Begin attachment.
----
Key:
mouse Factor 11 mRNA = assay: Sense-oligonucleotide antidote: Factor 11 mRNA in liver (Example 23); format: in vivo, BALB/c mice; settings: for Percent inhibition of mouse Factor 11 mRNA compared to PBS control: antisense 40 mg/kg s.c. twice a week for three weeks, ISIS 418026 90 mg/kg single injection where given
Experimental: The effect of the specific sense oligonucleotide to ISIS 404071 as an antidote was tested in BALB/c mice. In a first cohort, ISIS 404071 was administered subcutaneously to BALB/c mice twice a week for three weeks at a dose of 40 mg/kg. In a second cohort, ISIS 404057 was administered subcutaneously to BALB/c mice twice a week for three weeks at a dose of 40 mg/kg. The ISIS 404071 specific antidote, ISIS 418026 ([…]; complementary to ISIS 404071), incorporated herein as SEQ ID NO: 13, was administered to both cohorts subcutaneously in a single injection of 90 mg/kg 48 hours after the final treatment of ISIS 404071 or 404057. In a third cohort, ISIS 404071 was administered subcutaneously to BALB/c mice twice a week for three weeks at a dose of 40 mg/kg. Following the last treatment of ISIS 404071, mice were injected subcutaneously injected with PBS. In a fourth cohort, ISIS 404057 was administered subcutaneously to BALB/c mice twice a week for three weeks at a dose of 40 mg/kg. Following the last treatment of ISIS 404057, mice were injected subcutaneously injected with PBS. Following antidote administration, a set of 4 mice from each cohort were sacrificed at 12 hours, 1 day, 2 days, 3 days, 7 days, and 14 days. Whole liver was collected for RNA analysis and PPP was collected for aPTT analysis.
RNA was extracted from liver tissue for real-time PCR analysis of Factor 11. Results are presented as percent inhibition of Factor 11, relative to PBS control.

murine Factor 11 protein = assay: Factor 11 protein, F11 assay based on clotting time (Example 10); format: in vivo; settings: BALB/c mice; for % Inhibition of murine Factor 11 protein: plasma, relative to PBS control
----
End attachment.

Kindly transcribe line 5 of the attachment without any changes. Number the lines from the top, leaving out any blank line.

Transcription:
murine Factor 11 protein = assay: Factor 11 protein, F11 assay based on clotting time (Example 10); format: in vivo; settings: BALB/c mice; for % Inhibition of murine Factor 11 protein: plasma, relative to PBS control